Overview

Welcome to the Tiritiri Matangi Island Live Cam.

About Tiritiri Matangi Island

Tiritiri Matangi Island is a wildlife sanctuary and one of New Zealand’s most important and exciting conservation projects. It is located 30km north east of central Auckland and just 4km from the end of the Whangaparaoa Peninsula. A hundred and twenty years of farming had seen this 220-hectare island stripped of 94% of its native bush but between 1984 and 1994, volunteers planted between 250,000 and 300,000 trees. The Island is now 60% forested with the remaining 40% left as grassland for species preferring open habitat.

Live Cams on Tiritiri Matangi Island

The very first live cam on Tiritiri Matangi was installed in May 2021 outside the Islands gift store. This is a fantastic place to rest and eat lunch while enjoying the antics of the large nectar feeders. The high-res AxisPTZ camera is situated to maximize the view of the large natural feeding station. More Live Cam projects are in the plans on Tiritiri Matangi which could include a Kōkako nesting cam.

Years of hard work in bringing the Island back to life!

Tiritiri Matangi’s birdlife suffered greatly when the forests were cleared for pasture. Many species were forced to find new homes and food sources, and only the more resilient species remained, such as tui, fantail, silvereye, grey warbler, bellbird and spotless crake.

The replanting programme began on Tiritiri Matangi in 1984, to restore the native plants destroyed by the farming processes. This project involved thousands of volunteers and was completed in 1994.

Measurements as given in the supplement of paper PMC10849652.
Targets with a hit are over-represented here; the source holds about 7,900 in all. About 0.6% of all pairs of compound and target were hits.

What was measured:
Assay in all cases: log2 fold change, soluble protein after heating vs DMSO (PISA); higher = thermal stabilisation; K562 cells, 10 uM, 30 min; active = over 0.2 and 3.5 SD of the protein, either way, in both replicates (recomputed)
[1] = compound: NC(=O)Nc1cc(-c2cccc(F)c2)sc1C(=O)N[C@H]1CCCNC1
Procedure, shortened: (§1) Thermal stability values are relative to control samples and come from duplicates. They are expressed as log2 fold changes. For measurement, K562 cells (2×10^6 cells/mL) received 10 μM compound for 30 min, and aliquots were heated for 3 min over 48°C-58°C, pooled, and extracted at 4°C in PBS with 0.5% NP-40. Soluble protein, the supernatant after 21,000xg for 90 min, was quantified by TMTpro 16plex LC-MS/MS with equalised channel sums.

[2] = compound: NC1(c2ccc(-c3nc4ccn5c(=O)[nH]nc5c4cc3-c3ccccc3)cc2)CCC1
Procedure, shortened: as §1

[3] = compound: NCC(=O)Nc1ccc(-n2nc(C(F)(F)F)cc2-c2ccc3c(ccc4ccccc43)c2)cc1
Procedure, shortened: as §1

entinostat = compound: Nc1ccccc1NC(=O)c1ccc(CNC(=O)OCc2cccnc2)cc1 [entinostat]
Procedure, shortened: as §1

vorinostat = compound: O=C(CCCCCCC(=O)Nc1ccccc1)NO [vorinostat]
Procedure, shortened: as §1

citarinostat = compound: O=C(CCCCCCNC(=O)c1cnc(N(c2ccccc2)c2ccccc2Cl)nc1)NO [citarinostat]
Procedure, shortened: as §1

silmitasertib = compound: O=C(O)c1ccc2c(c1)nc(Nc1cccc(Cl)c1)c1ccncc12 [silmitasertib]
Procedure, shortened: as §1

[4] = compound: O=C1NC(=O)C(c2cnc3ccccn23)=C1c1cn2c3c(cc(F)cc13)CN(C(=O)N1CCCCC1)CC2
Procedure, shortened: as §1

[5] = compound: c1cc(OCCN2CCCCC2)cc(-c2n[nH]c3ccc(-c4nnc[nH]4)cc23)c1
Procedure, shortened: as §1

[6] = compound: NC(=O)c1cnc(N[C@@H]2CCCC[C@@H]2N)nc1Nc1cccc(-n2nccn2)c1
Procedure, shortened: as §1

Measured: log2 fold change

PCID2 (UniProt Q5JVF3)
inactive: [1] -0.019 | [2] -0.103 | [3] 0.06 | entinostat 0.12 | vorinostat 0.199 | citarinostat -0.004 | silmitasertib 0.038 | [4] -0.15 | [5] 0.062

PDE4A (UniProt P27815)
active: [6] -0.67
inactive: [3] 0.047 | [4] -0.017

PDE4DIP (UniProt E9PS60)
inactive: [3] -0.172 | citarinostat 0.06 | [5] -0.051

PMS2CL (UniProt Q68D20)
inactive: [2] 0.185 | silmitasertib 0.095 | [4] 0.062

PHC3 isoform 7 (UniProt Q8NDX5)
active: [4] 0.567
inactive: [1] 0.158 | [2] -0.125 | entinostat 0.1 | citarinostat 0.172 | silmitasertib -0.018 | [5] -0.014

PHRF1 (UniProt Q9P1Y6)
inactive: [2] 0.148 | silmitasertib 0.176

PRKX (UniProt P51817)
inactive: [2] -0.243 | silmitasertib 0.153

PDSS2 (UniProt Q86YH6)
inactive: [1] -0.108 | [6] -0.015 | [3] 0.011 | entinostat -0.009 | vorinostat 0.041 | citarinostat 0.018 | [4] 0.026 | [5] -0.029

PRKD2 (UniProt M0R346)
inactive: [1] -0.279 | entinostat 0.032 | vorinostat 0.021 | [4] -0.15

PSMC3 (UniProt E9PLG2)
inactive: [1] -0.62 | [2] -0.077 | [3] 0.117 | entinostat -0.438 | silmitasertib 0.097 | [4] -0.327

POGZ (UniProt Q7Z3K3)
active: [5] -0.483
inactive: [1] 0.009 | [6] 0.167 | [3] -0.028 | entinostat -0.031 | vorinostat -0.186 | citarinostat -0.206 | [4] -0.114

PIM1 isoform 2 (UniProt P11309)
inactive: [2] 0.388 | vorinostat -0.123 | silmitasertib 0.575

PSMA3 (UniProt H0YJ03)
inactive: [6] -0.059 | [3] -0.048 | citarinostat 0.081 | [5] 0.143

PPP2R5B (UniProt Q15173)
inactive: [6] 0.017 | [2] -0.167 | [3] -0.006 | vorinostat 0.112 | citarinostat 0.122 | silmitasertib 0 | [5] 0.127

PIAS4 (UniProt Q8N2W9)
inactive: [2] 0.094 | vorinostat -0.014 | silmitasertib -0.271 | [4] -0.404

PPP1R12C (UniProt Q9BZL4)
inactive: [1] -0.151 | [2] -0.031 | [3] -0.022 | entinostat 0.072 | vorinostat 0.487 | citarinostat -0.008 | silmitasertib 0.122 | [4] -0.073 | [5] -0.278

Central to the planting project was the establishment of a nursery on the Island to propagate seed gathered from the surviving trees and nearby locations.


The Restoration 

Pohutukawa was the main tree initially replanted. This fast-growing tree forms a canopy for other slower growing species, shading out the thick grass and providing shelter from the exposed conditions. Taraire, kohekohe, puriri, and many others were later planted once the pohutukawa cover had been established.

In fact, far more of the planted pohutukawa survived than were expected to, and in some areas their ‘shading out’ job has been too successful, resulting in the very little understorey. Some pohutukawa has been cleared in order to create light wells, and the progress of flora and fauna in these areas is being monitored.

Around 60% of the Island is now covered in regenerating forest. The remainder has been left open because some animal species – lizards as well as birds – prefer open grassland or forest margins. It is also important to protect Maori archaeological sites, and, since the Island is a popular tourist destination, preserve some of the great views that visitors enjoy.

Tiritiri Matangi Island the predator-free paradise.

The habitat restoration is nothing short of incredible and the birdlife that now benefits from the thousands of hours of volunteer work to bring this Island to life is truly inspirational. A visit to Tiritir Matangi should be the top of every bird lovers bucket list!

Find out more about Tiritiri Matangi on their Website
Watch the Live Feeder Cam

Tiritiri Matangi is free of mammalian predators, when you visit the Island please do your part to keep it that way.

This project was only made possible by the support and generosity of